5 Things to Look for In a Coach

As pickleball grows and more people want to improve their skills, the number of people willing to coach or instruct is exploding. Some people coach as volunteers, others -- including yours truly -- do it professionally. And whether you're paying for your lessons or not, there are a few things you should probably look for when deciding who to trust with your game....

Do they ask questions? Good coaches don't make it all about them. Instead, they find out from their students what is important to them, what they want to learn and why they want to learn it. And while the coach may have to guide or redirect those desires, they are serious about understanding the needs of their students. 

Are they focused? Whether you're paying for your lesson or getting it for free, good coaches bring their full attention to their student(s). For the duration of the lesson, coaches should be fully engaged with their players. And unless it is being used to record video (with consent, of course), there shouldn't be a cellphone in sight!

Are they enthusiastic? Pickleball is a game and games should be fun. The same is true for pickleball lessons! Good coaches make you feel like they are excited to be there with you and should seem genuinely keen to help you and other players improve. If your coach is smiling, cheering, encouraging and generally happy, that's a good sign. If they look like they'd rather be somewhere else, they probably should be.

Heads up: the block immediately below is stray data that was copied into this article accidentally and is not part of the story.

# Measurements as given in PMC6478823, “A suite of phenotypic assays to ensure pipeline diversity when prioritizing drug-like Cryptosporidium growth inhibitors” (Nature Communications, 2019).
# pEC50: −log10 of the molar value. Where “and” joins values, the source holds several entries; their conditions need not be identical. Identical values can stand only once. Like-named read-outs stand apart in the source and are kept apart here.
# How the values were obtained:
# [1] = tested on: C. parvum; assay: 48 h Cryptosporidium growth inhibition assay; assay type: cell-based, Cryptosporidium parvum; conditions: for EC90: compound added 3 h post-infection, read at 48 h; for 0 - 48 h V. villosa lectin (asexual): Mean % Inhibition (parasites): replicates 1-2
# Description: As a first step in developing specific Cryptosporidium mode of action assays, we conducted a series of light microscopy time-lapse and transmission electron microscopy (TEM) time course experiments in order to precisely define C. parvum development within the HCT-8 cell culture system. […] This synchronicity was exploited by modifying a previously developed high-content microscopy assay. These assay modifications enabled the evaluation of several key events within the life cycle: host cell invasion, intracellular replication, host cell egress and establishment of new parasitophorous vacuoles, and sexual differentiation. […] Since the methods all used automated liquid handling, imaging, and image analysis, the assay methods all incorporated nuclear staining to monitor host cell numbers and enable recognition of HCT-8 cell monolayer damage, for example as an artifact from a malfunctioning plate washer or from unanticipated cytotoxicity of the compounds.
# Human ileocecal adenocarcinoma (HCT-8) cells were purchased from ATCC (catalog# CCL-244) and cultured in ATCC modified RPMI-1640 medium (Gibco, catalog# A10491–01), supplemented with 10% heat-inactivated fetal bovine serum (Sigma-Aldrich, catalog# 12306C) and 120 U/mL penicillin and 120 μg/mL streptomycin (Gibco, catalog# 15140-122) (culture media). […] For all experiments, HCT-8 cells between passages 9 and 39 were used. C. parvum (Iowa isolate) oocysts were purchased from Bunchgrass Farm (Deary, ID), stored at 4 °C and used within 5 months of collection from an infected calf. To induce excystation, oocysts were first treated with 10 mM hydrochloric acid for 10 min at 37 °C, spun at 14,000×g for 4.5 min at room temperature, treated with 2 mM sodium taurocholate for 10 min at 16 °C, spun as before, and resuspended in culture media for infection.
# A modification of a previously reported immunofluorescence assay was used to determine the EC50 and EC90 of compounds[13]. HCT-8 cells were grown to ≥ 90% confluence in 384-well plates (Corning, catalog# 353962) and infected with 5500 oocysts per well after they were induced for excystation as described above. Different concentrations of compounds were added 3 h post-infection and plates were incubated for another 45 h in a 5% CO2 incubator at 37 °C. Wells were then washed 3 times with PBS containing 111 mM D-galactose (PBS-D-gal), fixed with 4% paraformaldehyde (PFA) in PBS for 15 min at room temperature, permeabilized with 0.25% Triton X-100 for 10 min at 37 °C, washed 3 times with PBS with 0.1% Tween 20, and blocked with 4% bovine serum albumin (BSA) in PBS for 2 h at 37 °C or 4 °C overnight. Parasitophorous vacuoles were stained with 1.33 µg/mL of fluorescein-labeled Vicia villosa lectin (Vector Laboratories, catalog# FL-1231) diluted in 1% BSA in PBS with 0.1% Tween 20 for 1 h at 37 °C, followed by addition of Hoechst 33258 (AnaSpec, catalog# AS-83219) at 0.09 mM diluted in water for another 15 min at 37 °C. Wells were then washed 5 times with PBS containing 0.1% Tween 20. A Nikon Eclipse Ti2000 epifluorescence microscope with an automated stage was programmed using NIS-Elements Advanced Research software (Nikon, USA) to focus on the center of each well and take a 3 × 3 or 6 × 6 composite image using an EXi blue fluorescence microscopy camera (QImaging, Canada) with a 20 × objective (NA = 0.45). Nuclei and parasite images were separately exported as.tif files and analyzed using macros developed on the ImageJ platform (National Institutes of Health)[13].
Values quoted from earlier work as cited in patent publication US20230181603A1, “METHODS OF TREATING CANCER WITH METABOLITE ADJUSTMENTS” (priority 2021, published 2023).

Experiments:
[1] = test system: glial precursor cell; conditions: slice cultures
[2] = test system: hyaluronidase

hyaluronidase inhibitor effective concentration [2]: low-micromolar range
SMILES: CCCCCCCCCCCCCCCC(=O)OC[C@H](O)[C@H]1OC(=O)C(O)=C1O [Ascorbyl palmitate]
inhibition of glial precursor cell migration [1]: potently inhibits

Do they explain things fully? When you are told that you should return serve and run to the net, do they explain why? How about why a third shot drop is important? High quality coaches have a thorough understanding of the game and should be ready and willing to share the whys behind what they are asking you to do. 

Do you feel supported? Taking a pickleball lesson can be risky. You are acknowledging that there are limitations to your game and you are trusting someone to expose them and help you to overcome them. This can be hard.

Good coaches should be supportive of your efforts to improve. And while they may be demanding of you, it should always come from a place of compassion and care. If you feel embarrassed, demoralized or ashamed during your lesson, your coach isn't doing a good job. 

 

Mark Renneson is the founder and Head Coach at Third Shot Sports. He has 21 years of coaching experience and runs pickleball clinics, private lessons and drill sessions across North America.  He can be reached at mark@thirdshotsports.com.

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